I am feeling the same thing with my left leg. Usually it starts with a burning sensation as if there are lots of ants crawling inside the skin of my leg stretching to my inner thigh. At some point, walking or standing for 5 minutes would trigger the pain. Actually, the feeling is likened to being injected with an anesthesia that the skin on my left leg becomes hard and as if it is a rubber that I wanted to cut open. The numbness is visible yet when I run my nails onto the leg, I feel a pain that is different than doing it on my right leg. At some point I get to have backaches on my lower back portion but what is dominant is the numbness and the burning sensation in my left upper leg. Any advise from doctors here?
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replied November 20th, 2009
Numbness in Right leg after childbirth
I also have a simular problem. I gave birth to my son (10lbs) three months ago and have numbness in my right leg since. In addition to the numbness, my leg feels heavy and sore. I asked my GP and OBGYN about this and they told me not to worry about it and it was simply one of the things that happens to a woman after childbirth. I asked them if it was a pinched nerve and they said possibly. I'm quite concerned about my leg and really don't want it to get worse or result in other problems down the line. Any suggestions???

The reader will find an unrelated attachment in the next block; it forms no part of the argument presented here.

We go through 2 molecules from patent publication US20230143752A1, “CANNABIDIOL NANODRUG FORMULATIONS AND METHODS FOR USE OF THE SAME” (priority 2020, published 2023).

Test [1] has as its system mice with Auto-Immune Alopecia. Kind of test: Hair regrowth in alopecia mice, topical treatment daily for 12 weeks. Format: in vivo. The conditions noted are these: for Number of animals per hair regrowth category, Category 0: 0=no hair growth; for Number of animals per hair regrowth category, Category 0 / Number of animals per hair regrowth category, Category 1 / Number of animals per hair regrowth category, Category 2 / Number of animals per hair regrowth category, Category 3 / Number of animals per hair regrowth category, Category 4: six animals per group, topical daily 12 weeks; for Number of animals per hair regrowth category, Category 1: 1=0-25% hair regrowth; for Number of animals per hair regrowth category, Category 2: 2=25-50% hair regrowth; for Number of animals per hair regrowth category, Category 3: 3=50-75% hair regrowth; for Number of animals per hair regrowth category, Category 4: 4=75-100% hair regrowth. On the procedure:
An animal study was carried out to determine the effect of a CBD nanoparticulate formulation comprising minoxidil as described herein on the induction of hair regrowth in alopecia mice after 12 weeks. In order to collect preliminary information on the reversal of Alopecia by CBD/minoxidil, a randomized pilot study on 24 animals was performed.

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replied November 20th, 2009
Extremely eHealthy
Re: Numbness in Right leg after childbirth
Pagnotta wrote:
I also have a simular problem. I gave birth to my son (10lbs) three months ago and have numbness in my right leg since. In addition to the numbness, my leg feels heavy and sore. I asked my GP and OBGYN about this and they told me not to worry about it and it was simply one of the things that happens to a woman after childbirth. I asked them if it was a pinched nerve and they said possibly. I'm quite concerned about my leg and really don't want it to get worse or result in other problems down the line. Any suggestions???



This is not "one of those things that happens to woman after childbirth." It indicates the potential for nerve compression in your lumbar spine that isn't part of pregnancy, labor or delivery.

Since this has gone on for several months, after giving birth, you should not ignore this any longer, but rather find out what is wrong.

You need to see a spine specialist, either an orthopedic surgeon who specializes in spines or a neurosurgeon that specializes in spines only for an evaluation and treatment plan.

Good luck

Fran
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replied November 21st, 2009
I have similar numbness and sciatic pain and could not understand why it continued even after a microdiscectomy. I did have a massive herniated disc which caused GREAT pain. (I couldn't bend over or put my socks or shoes on etc.etc)
The pain now is not as bad but does increse thu the day till I am unable to walk without tramadol pain killers.BUT bending is not a problem. Eventually I self diagnosed piriformis muscle syndrome, my new physio confirms this. All I am saying is google this syndrome! The key to determine if sciatica is due to disc herniation or the piriformis is can you bend easily and even touch your toes? if yes = piriformis. Always physio is the 1st best option. I feel so annoyed that (at least in the UK) this problem is not well known by Neurosurgeoans at all.